We went to the late show on a Thursday at Chapel Hill’s most deluxe theater. Not crowded, so no concerns about sitting too close to other moviegoers. No need to mask up (just for a photo opp!). From the first moments of the film, Av and I were transported. A compelling cast of actors had us hooked. The familiar hospital world captivated us. The slow-burning tender-love-and-care under the most difficult of circumstances touched us. Look, we’re partial. But I’m sufficiently convinced Five Feet Apart is a tribute, not a transgression. Skip the book and see the movie for:
- A snapshot of the treatment burden in cystic fibrosis (cf). The movie treats us to instructive, technicolor scenes of how most people with cf must care for themselves everyday. The depiction reflects not only inpatient lives but home lives of so many real cf fighters. Av and I are familiar, if not intimate, with those carts of pill bottles, treatment schedules, nebulizers, airway clearance, calories galore, feeding tubes, coughing, spitting up globs of mucus, shortness of breath, research trials, long-term IVs, surgery, scars, oxygen. Frankly, I’m fascinated by the notion of cf care as a central feature in a major motion picture. While the movie is no documentary, it’s more technical than your average flick. And as we easily anticipated every twist of the neb cup and rhythm of the regimen, we also realized this stuff might not intrigue everyone. Case in point: a pair of girls sitting near us in the theater who seemed way more interested in the texts on their phones than in the medical minutia of cf.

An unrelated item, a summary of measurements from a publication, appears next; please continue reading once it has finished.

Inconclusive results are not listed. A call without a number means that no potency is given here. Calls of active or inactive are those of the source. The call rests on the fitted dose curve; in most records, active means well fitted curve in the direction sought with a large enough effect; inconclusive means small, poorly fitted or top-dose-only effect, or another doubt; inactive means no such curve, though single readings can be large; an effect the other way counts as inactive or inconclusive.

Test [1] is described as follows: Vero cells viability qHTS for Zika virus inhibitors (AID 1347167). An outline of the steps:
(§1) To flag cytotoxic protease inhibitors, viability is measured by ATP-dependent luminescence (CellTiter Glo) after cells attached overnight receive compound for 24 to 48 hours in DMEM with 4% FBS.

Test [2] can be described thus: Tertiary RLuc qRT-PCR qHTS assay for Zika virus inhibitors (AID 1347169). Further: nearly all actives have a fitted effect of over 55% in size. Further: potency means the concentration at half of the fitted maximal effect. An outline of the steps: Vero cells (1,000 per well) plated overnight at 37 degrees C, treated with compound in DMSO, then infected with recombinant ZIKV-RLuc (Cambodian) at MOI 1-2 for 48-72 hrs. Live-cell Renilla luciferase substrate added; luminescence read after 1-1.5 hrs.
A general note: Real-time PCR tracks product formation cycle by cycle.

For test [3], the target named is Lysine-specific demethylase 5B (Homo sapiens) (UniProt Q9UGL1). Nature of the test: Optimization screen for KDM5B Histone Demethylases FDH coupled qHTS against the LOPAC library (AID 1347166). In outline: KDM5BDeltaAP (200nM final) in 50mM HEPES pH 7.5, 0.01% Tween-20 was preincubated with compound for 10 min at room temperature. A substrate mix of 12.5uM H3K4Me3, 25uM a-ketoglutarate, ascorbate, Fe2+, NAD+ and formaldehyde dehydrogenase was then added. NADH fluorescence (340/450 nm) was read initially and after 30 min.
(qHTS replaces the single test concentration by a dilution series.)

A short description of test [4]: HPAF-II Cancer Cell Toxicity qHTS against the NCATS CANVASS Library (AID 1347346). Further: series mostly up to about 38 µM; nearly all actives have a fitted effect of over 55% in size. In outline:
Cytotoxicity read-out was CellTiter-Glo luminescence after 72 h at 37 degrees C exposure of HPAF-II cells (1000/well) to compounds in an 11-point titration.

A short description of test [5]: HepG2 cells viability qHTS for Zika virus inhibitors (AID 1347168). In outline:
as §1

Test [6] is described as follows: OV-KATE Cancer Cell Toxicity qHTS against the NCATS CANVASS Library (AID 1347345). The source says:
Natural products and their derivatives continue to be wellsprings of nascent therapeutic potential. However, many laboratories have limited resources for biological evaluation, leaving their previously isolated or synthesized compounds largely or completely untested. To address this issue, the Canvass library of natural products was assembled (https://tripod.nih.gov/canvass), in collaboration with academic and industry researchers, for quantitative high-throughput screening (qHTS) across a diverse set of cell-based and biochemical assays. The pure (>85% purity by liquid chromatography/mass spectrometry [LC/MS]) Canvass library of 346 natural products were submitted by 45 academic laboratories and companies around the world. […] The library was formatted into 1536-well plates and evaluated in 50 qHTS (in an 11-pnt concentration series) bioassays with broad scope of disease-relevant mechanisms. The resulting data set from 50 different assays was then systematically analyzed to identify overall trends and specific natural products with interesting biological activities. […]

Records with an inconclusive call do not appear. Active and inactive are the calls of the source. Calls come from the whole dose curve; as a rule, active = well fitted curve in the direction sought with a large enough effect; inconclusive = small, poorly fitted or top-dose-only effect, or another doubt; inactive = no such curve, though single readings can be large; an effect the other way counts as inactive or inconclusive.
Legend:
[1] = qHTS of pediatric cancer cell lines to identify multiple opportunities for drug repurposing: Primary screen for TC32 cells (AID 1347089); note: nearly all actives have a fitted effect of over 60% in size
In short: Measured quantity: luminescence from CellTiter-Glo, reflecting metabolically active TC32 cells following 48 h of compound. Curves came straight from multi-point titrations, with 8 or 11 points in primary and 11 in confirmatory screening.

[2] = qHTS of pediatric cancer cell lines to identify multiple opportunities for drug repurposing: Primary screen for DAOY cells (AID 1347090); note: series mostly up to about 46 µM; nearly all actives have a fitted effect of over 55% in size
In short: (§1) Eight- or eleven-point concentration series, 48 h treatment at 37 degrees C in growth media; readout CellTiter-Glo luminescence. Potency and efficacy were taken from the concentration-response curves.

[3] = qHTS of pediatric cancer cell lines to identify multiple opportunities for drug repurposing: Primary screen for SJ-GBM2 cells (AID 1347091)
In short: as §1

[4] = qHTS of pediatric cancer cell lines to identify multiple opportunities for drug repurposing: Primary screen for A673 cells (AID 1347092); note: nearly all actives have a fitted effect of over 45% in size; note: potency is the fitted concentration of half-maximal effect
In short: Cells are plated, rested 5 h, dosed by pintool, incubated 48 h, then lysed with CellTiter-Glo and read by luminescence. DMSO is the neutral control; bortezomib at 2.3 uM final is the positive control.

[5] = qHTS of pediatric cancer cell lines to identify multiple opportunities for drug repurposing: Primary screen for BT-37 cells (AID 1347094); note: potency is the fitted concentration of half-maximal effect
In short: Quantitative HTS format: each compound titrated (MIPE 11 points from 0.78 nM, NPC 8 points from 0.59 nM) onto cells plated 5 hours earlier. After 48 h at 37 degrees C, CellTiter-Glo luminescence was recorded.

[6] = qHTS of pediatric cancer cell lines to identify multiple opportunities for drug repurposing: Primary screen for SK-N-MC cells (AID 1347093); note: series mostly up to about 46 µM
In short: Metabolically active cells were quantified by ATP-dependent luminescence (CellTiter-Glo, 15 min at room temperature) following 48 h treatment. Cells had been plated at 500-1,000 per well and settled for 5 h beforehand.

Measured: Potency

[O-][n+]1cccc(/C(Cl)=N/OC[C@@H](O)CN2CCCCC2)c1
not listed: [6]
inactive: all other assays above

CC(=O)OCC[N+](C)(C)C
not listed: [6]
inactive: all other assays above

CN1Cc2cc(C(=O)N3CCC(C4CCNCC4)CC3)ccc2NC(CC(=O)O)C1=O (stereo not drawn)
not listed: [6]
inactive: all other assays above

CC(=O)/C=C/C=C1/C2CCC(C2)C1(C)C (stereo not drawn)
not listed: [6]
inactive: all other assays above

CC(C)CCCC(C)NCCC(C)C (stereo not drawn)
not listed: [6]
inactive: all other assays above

- A glimpse of the emotional toll cf takes. The movie weaves throughout its story the central characters’ reckoning with their own mortality. Seems unreal, right, to think seventeen-year-olds must grapple with what it will be like to die; how little time they’ve got left; or how to cope with survivor’s guilt. Sadly, for so many cf fighters, this is a part of life. Add on more layers for cf’s thievery of freedoms, which most healthy people take for granted: the freedom to leave (the hospital), to love (the one you cannot be with), and to live as fully you desire. This film gives us a striking portrayal of the sadness and anxiousness behind such tremendous sacrifices. I was deeply moved by it; anyone with a pulse will leave the theater counting their blessings.
Av’s and my final recommendation: watch Five Feet Apart. Learn it, feel it, and join in the conversation.